• Around Ko Lipe are some of Thailand’s best reefs, all within easy reach. The reefs around Ko Lipe are largely intact; the 2004 tsunami had little impact here. The currents here are predominantly tidal which means certain times of the month there are strong currents and at other times none at all. You can always find somewhere good to dive but the widest selection of dive sites is available twice a month, following the half moon.
  • You can see numerous sharks, whale sharks and manta rays. Sightings of the big guys are more likely at sites around the edge of the marine park, nearer the deeper waters. For the best chance, visit 8 Mile Rock, Stonehenge, or Ko Pung.
  • Between Ko Adang & Ko Rawi. Has excellent diving and snorkelling between the two islands where the mountains come down to the sea. Underwater there are huge boulders and many types of rare fish and coral species that inhabit the reef in this region. A great spot for drift diving. Snorkellers should head for the east side of Ko Rawi where the national park has set up ropes along the reef, so that snorkellers can pull themselves easily along and investigate the reef with ease.
  • 8 Mile Rock. A true deep sea pinnacle 75 minutes away by boat. The rock can be a tough place to dive due to the strong currents, but the marine and bird life that come here to feed are fantastic. The top of the pinnacle rises to within 14 m of the surface. Found here are soft corals, schools of pelagic fish, potato cod, manta rays, whale sharks, leopard sharks.
  • Hin Takorn Dukong. Right in the centre of the Marine Park, this site is home to just about every species of fish that you can imagine. The site is made up of granite stones shaped similar to building blocks rising up from the seabed into a structure with a series of tall points at its peak. Up to 18 m deep, one can swim around the base of the pinnacle, observing what is here in abundance: hard and soft corals, at least 6 types of eel such as snake eels, different types of lion-fish and stone-fish. Squid and cuttlefish try to hide here and succeed in attracting the larger predators such as sailfish.
  • Ko Bu Tang. Has become one of the most popular islands to dive. One of the largest islands of the group, Ko Bu Tong supports many bird and animal species. Troops of crab eating monkeys called “macaques” live on the island and a colourful type of bee eater bird can often be spotted from the beaches here. Giant corals and shellfish grow everywhere around this island paradise. Dive the north and south channels, although for deep diving the “Giant’s Staircase” on the island’s west side has huge natural stone steps going down underwater to 50 m or more. Also to found on Ko Bu Tang is Sting Ray City, where the blue spotted stingrays are plentiful. This site is also very good for snorkelling. North side: has Monkey Bay, similar to Sting Ray City but much more steep and dramatic. Expect to see endless rows of tall coral-heads, turtles and rare critters such as the ornamental ghost pipe-fish and sharks sleeping under the corals. East side: has the perfect tiny island of Ko Lokoi. Surrounded by about 90 acres of shallow coral, you could do four dives here and not see it all.
  • Ko Langcha. Between Langcha and Adang is a very nice coral garden really worth the effort both for divers and snorkellers. Near perfect gardens shelter all sorts including rays and eels.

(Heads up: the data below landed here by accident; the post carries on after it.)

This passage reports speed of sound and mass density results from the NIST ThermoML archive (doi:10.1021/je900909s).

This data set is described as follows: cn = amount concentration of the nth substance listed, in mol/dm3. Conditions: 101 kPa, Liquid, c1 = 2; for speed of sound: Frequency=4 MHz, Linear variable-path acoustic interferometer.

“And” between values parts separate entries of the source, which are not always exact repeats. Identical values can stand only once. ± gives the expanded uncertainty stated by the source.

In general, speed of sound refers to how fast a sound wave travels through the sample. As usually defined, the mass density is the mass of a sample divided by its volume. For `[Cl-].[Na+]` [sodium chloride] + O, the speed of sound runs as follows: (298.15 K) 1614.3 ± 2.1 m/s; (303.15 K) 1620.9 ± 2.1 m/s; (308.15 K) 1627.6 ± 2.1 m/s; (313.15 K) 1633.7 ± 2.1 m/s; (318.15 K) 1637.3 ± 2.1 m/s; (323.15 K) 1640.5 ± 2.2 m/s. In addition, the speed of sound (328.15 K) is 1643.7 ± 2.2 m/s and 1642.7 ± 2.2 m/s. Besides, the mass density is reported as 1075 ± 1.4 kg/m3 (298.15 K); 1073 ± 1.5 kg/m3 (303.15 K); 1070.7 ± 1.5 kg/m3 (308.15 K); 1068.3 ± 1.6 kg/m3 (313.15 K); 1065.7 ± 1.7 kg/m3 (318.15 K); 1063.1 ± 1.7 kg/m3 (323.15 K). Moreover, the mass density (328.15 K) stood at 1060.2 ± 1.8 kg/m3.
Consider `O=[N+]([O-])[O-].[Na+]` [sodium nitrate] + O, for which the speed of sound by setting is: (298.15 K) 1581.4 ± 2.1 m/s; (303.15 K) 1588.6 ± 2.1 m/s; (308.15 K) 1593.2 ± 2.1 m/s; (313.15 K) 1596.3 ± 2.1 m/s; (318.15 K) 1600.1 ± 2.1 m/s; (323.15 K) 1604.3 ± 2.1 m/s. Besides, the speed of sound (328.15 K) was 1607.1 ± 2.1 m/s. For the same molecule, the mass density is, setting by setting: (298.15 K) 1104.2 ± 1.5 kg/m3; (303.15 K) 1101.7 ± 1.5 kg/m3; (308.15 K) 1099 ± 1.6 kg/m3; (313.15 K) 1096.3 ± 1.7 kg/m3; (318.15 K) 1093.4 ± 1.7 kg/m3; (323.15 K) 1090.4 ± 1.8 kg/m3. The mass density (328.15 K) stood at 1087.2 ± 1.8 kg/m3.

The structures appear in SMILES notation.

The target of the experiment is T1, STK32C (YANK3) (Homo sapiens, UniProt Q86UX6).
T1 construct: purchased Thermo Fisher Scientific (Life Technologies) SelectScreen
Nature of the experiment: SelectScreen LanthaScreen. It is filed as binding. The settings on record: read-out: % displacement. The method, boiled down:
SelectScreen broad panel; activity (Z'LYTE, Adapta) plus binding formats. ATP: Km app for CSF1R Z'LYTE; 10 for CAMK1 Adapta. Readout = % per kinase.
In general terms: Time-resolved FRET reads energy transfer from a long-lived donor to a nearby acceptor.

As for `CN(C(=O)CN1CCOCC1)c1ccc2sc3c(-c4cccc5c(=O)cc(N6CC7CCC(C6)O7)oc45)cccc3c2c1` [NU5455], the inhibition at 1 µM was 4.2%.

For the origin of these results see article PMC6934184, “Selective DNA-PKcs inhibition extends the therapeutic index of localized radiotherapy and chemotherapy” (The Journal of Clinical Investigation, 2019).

• Ko Sawang. This last tiny island is on the outer edge of the archipelago. There is not a tree or scrap of vegetation that can grow on this tall smooth stone, but underwater this place is full of life. Fantastic coral gardens growing on the rocky outcrops below and spend time with the millions of fish to be found here.
  • Yong Hua Shipwreck. In 1996 a fish-factory ship anchored near the western end of Ko Lipe caught fire and sank to the bottom of the sea in about 40 m of water. The shipwreck is now completely covered in marine growth and inhabited by schools of fish. The shipwreck has become a very interesting place to dive but does some times have strong currents making it a difficult dive. The top of the wreck is at about 26 m sitting on its keel that is at 40 m.

Other activities
Day trips to nearby islands. Pirate Falls and Chado Cliff on Ko Adang, and the dense jungle on Ko Rawi are recommended. 800-1,000 baht.
Freediving. Freediving as a recognized activity has only been around for 100 years, but people have been practising diving deep without equipment for thousands of years. On Lipe it’s in its early days and so far only one dive operator on the island offers it as a course.

Kayaking. Rent a kayak from various spots on the beach and spend the day or two seeing the island and reef. edit
Massages. There are plenty of places to get a massage, including an offshoot of the Wat Po massage school in the centre of the island. Also Castaway Resort has a lovely little spa with sea views. Figure on each massage costing 100 baht more than the same massage on the mainland.
Ocean Hiker Sailing School. Sailing intro courses or five-day sailing courses on an ocean-going sailing yacht leading to an Ocean Hiker Competent Crew Certification, the first step to start your sailing career. 2,500 to 29,900 baht.
Sailing. Sailing around Ko Lipe and within the Butang Group is certainly the most chilled way to explore these natural gems. There are day sailing trips with snorkelling activities or liveaboard sailing cruises within the Butang Group or as far as Ko Tarutao National Marine Park. 1,500 to 6,000 baht.
Snorkeling. The calm, clear water makes the Ko Lipe area ideal for snorkelling, with 25% of the world’s tropical fish species found in the area. There are large varieties of fish around the coral 20 m off all of the beaches. Ko Lipe is surrounded by over 30 islands and hundreds of reefs all within easy reach of the island. Tarutao National Park is one of Asia’s oldest marine parks thus the reefs and the islands surrounding Ko Lipe are in very good condition. Nowhere else on the Southeast Asian peninsula will you find so many excellent snorkel sites so easily reached.

Stay safe : Precautions : Stonefish have been spotted and photographed in the waters of Ko Lipe. While the chances of getting stung are slim, you may want to consider protective footwear when swimming in the water. Medical care : There is a hospital next to the school on Sunrise Beach, with an English-speaking doctor. There is a clinic next to Pooh Restaurant, with an English-speaking doctor.

Go next : Ko Lanta / Ko Muk / Ko Phi Phi / Ko Tarutao / Langkawi / Pak Bara / Phuket